Much comment on this film has focussed on the lead performance of Maggie Smith. She has garnered nomination for Best Actress at both the Golden Globes and the BAFTAs, [though to be honest Charlotte Rampling’s in 45 Years is finer]. Smith characterisation in the film is a crowd pleasing and vastly entertaining act. It is also an interesting variation on her well-established persona. However the film actually offers two ‘national treasures’. This is another fine work from the pen of Alan Bennett. He not only is the shrewdest writer on the English culture but is also something of modernist. In this film we get the ‘actual’ Bennett and his own imagined double.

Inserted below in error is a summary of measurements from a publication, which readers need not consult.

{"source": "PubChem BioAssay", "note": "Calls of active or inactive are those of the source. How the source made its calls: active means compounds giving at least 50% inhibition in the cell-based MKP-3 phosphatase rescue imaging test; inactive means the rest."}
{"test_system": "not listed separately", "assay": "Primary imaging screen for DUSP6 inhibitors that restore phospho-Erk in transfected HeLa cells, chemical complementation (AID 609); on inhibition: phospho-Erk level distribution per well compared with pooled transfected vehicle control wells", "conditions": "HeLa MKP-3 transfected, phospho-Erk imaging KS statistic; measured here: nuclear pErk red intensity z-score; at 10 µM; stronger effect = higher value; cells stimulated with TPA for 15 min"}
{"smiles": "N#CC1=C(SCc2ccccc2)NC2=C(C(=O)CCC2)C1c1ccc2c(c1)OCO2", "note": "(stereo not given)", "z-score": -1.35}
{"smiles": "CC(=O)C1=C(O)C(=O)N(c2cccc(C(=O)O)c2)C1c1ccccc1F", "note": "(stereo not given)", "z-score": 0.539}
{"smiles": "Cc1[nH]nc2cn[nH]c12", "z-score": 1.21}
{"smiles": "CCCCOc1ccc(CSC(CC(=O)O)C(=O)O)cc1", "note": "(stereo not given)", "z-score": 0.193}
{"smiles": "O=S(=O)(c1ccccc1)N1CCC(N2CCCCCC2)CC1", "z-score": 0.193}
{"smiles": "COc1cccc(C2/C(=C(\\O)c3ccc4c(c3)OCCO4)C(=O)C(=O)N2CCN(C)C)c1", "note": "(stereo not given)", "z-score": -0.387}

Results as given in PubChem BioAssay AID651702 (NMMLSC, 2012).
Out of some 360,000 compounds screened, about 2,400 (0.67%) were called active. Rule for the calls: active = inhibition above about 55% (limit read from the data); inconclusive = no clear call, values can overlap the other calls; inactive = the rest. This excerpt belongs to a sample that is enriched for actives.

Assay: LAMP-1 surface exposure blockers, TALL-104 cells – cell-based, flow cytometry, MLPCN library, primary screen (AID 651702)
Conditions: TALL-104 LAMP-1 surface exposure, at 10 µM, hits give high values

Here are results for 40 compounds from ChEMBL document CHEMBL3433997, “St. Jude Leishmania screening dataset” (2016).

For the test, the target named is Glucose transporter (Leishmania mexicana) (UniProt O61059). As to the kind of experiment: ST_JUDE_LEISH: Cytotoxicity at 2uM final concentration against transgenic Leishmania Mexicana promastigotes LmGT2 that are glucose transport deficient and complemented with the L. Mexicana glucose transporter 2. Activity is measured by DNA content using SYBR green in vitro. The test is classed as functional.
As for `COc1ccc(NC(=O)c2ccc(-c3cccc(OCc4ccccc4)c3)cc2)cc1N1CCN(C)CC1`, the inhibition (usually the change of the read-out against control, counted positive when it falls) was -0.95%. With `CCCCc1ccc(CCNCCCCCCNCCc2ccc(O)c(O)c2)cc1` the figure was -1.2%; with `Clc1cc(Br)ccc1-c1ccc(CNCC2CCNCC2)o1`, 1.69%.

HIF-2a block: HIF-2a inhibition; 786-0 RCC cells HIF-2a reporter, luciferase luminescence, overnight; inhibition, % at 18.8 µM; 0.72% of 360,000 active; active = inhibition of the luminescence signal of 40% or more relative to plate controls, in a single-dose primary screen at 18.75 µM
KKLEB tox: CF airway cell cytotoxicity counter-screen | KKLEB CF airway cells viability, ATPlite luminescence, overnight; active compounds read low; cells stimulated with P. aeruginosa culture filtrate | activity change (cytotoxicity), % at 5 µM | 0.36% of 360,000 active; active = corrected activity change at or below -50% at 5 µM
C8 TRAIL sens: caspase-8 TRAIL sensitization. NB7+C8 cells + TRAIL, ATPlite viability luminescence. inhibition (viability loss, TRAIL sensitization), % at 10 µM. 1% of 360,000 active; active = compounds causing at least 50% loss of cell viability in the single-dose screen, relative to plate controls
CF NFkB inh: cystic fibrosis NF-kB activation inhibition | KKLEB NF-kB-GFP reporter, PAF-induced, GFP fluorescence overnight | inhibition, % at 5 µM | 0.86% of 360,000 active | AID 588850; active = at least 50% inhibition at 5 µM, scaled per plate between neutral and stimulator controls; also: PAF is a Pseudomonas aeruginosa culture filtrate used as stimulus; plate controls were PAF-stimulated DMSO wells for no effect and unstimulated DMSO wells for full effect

The pair at the centre of this very funny but also occasionally moving film are equally well served by the production. Director Nicholas Hytner has marshalled his team with excellence. The music by George Fenton is judicious, the Cinematography by Andrew Dunn is fine, and the Film Editing by Tariq Anwar and Production Design by John Beard both serve this well.
This is the type of film that British crafts do so well. Adapted from a successful stage original it also has a very good co-star in Alex Jennings and a fine supporting cast, with some delightful cameos.